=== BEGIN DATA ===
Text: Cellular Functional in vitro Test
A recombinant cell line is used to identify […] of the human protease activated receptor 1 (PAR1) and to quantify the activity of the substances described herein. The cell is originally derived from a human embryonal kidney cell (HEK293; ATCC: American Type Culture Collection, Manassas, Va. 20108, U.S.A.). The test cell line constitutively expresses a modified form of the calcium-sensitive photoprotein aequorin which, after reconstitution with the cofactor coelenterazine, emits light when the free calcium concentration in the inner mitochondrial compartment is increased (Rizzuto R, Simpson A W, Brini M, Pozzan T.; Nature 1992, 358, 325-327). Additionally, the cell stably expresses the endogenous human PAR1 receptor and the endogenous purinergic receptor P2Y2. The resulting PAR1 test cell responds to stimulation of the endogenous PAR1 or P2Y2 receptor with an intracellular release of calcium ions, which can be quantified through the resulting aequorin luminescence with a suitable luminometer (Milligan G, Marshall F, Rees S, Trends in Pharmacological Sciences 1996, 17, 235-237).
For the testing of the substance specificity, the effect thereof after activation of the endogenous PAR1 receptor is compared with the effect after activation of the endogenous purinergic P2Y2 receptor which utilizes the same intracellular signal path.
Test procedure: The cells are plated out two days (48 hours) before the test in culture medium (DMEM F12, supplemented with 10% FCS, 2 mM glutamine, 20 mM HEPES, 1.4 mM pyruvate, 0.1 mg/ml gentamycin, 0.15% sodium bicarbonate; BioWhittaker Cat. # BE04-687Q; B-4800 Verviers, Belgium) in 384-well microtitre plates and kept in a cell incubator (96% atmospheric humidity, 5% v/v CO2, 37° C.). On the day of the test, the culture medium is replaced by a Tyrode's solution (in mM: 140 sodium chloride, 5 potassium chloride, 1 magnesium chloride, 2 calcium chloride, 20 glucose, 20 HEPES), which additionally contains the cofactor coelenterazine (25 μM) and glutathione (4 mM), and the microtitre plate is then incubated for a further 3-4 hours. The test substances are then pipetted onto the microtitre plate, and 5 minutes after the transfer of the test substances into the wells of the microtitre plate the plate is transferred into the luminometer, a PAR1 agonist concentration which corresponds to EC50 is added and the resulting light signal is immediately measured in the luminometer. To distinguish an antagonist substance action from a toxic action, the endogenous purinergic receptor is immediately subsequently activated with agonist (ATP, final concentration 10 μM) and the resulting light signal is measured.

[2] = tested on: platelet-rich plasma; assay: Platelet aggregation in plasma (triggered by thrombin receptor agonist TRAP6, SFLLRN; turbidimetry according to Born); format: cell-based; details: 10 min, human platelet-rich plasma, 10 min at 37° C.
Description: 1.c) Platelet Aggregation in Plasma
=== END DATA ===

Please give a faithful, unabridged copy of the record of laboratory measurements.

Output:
Text: Cellular Functional in vitro Test
A recombinant cell line is used to identify […] of the human protease activated receptor 1 (PAR1) and to quantify the activity of the substances described herein. The cell is originally derived from a human embryonal kidney cell (HEK293; ATCC: American Type Culture Collection, Manassas, Va. 20108, U.S.A.). The test cell line constitutively expresses a modified form of the calcium-sensitive photoprotein aequorin which, after reconstitution with the cofactor coelenterazine, emits light when the free calcium concentration in the inner mitochondrial compartment is increased (Rizzuto R, Simpson A W, Brini M, Pozzan T.; Nature 1992, 358, 325-327). Additionally, the cell stably expresses the endogenous human PAR1 receptor and the endogenous purinergic receptor P2Y2. The resulting PAR1 test cell responds to stimulation of the endogenous PAR1 or P2Y2 receptor with an intracellular release of calcium ions, which can be quantified through the resulting aequorin luminescence with a suitable luminometer (Milligan G, Marshall F, Rees S, Trends in Pharmacological Sciences 1996, 17, 235-237).
For the testing of the substance specificity, the effect thereof after activation of the endogenous PAR1 receptor is compared with the effect after activation of the endogenous purinergic P2Y2 receptor which utilizes the same intracellular signal path.
Test procedure: The cells are plated out two days (48 hours) before the test in culture medium (DMEM F12, supplemented with 10% FCS, 2 mM glutamine, 20 mM HEPES, 1.4 mM pyruvate, 0.1 mg/ml gentamycin, 0.15% sodium bicarbonate; BioWhittaker Cat. # BE04-687Q; B-4800 Verviers, Belgium) in 384-well microtitre plates and kept in a cell incubator (96% atmospheric humidity, 5% v/v CO2, 37° C.). On the day of the test, the culture medium is replaced by a Tyrode's solution (in mM: 140 sodium chloride, 5 potassium chloride, 1 magnesium chloride, 2 calcium chloride, 20 glucose, 20 HEPES), which additionally contains the cofactor coelenterazine (25 μM) and glutathione (4 mM), and the microtitre plate is then incubated for a further 3-4 hours. The test substances are then pipetted onto the microtitre plate, and 5 minutes after the transfer of the test substances into the wells of the microtitre plate the plate is transferred into the luminometer, a PAR1 agonist concentration which corresponds to EC50 is added and the resulting light signal is immediately measured in the luminometer. To distinguish an antagonist substance action from a toxic action, the endogenous purinergic receptor is immediately subsequently activated with agonist (ATP, final concentration 10 μM) and the resulting light signal is measured.

[2] = tested on: platelet-rich plasma; assay: Platelet aggregation in plasma (triggered by thrombin receptor agonist TRAP6, SFLLRN; turbidimetry according to Born); format: cell-based; details: 10 min, human platelet-rich plasma, 10 min at 37° C.
Description: 1.c) Platelet Aggregation in Plasma